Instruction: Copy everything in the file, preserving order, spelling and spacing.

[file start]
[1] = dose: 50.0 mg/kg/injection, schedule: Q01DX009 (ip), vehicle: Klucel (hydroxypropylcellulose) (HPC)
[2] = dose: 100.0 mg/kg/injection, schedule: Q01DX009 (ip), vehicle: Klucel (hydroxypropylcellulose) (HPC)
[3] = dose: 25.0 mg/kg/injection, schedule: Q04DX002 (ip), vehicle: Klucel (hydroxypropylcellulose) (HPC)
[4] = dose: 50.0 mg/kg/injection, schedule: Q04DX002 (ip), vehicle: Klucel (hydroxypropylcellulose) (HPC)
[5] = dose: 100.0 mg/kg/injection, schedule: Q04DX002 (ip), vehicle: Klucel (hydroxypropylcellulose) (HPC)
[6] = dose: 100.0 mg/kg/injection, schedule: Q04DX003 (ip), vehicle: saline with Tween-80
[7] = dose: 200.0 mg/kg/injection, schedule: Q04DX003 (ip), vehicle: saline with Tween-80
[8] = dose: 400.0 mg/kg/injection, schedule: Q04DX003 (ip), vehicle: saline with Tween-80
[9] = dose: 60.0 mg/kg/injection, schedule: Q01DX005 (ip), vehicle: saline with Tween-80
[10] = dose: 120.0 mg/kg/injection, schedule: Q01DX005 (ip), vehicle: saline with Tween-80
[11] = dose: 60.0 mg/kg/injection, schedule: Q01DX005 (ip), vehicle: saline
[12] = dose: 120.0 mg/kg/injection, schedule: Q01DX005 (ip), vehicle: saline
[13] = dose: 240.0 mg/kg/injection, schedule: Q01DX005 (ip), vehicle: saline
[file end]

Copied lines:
[1] = dose: 50.0 mg/kg/injection, schedule: Q01DX009 (ip), vehicle: Klucel (hydroxypropylcellulose) (HPC)
[2] = dose: 100.0 mg/kg/injection, schedule: Q01DX009 (ip), vehicle: Klucel (hydroxypropylcellulose) (HPC)
[3] = dose: 25.0 mg/kg/injection, schedule: Q04DX002 (ip), vehicle: Klucel (hydroxypropylcellulose) (HPC)
[4] = dose: 50.0 mg/kg/injection, schedule: Q04DX002 (ip), vehicle: Klucel (hydroxypropylcellulose) (HPC)
[5] = dose: 100.0 mg/kg/injection, schedule: Q04DX002 (ip), vehicle: Klucel (hydroxypropylcellulose) (HPC)
[6] = dose: 100.0 mg/kg/injection, schedule: Q04DX003 (ip), vehicle: saline with Tween-80
[7] = dose: 200.0 mg/kg/injection, schedule: Q04DX003 (ip), vehicle: saline with Tween-80
[8] = dose: 400.0 mg/kg/injection, schedule: Q04DX003 (ip), vehicle: saline with Tween-80
[9] = dose: 60.0 mg/kg/injection, schedule: Q01DX005 (ip), vehicle: saline with Tween-80
[10] = dose: 120.0 mg/kg/injection, schedule: Q01DX005 (ip), vehicle: saline with Tween-80
[11] = dose: 60.0 mg/kg/injection, schedule: Q01DX005 (ip), vehicle: saline
[12] = dose: 120.0 mg/kg/injection, schedule: Q01DX005 (ip), vehicle: saline
[13] = dose: 240.0 mg/kg/injection, schedule: Q01DX005 (ip), vehicle: saline